…from Mike Marklew
Having just returned from a six-day trip to the States, I must recount to you the eating habits I observed on the flight.
An American sitting a couple of seats away couldn’t cat with a knife and fork. I don’t mean he wielded chopsticks; he didn’t use a knife and fork together, to actually consume the food.
First he hacked everything on the plate into little bits, then lay down the knife to shovel the grub into his mouth with the fork.
We Britons would sometimes use a knife and fork to eat a pizza, but “fish ‘n’ chips” is eaten with the fingers — out of a newspaper.
A Dutch guy seated next to me, who was as big as a house, told me he thought the Japanese were the strangest eaters. He said he wanted to throw up whenever he heard them inhale noodles.
As I had just seen him place half a chicken breast into a bread roll and devour it in two bites, I had no comment.
Across the aisle, a skinny Japanese girl who was on her first flight poured a tiny pack of salad dressing onto a bowl of fruit and ate it without a qualm. She must think we gaijin have a strange sense of flavor.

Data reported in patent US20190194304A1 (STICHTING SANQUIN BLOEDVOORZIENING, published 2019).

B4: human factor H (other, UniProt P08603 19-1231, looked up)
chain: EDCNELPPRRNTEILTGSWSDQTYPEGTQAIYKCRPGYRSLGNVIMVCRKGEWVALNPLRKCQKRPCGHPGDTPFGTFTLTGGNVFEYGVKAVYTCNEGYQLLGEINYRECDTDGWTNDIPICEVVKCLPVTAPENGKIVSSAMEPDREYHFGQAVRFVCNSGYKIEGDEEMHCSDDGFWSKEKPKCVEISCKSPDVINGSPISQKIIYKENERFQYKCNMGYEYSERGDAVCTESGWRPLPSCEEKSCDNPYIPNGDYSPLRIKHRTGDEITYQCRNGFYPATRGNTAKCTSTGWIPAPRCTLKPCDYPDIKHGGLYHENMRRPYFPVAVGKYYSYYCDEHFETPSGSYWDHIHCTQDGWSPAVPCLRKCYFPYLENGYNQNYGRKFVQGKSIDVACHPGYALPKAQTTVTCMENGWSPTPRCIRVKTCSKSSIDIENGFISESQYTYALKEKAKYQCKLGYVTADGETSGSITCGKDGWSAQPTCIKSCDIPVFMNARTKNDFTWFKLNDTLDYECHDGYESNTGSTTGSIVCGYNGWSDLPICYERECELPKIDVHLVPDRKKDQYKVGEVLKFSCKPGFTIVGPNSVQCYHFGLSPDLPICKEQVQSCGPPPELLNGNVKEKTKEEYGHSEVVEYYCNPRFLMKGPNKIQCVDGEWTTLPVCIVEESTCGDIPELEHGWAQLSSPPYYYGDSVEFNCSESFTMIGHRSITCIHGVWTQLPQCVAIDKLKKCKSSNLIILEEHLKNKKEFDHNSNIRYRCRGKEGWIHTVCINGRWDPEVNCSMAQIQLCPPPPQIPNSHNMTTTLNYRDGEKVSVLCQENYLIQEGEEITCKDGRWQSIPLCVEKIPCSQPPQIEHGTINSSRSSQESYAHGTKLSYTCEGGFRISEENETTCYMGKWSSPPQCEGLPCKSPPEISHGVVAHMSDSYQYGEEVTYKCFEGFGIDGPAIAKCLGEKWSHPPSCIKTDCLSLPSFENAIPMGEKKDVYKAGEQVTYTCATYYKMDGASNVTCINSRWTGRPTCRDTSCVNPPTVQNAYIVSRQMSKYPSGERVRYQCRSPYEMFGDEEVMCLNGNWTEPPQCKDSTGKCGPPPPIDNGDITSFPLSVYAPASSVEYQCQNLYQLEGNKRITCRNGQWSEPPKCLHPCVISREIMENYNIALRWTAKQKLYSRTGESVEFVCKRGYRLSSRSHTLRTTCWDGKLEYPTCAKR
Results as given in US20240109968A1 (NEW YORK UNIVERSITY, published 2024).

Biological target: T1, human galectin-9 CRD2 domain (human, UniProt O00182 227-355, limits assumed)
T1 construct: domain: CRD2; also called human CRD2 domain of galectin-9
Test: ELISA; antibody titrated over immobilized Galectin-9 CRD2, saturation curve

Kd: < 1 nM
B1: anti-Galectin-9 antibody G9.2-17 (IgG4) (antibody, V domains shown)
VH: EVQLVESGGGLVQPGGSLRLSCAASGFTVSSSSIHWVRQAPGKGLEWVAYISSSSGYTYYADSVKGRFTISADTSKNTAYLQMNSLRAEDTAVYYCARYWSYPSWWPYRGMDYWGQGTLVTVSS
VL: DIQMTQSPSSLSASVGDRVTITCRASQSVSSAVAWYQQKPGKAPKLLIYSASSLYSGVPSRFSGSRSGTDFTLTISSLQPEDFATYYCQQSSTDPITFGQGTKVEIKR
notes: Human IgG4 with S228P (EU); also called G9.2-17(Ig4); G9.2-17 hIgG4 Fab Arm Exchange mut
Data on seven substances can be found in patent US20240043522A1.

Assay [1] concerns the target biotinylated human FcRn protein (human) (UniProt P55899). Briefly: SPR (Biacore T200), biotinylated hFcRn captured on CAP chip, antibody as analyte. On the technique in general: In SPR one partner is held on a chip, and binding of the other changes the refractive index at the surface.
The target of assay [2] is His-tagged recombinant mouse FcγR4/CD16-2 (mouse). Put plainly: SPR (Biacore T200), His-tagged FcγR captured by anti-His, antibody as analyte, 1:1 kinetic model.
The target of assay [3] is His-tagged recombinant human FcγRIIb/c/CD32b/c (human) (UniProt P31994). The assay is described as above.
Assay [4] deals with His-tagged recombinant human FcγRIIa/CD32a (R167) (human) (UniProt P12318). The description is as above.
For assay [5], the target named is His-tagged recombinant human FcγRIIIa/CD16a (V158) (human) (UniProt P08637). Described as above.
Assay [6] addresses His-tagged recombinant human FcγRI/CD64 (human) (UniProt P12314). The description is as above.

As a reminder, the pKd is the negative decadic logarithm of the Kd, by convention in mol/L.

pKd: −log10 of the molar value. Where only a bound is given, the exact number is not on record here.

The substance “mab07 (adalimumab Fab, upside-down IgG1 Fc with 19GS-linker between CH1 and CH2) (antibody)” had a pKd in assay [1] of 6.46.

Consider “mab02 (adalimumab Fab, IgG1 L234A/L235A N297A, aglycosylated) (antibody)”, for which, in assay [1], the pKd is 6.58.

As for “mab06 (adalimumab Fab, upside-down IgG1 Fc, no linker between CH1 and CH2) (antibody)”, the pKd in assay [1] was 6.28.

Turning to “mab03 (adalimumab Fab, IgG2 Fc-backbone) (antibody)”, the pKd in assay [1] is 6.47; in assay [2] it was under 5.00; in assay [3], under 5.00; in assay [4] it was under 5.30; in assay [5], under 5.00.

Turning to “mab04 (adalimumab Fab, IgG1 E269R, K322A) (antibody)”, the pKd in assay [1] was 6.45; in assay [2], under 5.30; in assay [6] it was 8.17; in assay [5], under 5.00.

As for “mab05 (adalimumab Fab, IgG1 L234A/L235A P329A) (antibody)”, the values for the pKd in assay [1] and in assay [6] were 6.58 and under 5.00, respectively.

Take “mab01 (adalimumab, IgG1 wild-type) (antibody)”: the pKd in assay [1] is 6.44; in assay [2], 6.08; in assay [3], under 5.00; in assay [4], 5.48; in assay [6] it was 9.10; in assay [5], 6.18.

Coming from a nation which has sea slugs and the like on menus, maybe she didn’t notice.
My job puts me onto planes often and I’ve learned over the years never to eat on aircraft. My diet is liquid—beer usually, unless I can con the hostie into pinching a bottle of the French wine and some cheese and bickies from first class.
Sure helps getting to sleep.
Mind you, the airline I flew with on the return hop had stewardesses, whose long dresses kept opening at the front while they walked. Totally stuffed up my sleep pattern.
The thing I enjoy most about these trips is returning to Tokyo and eating at my home.
This time I arrived very late and my wife was in her nightie and the kids were asleep. She whipped up a curry while I shaved and showered.
I ate the food, with a spoon.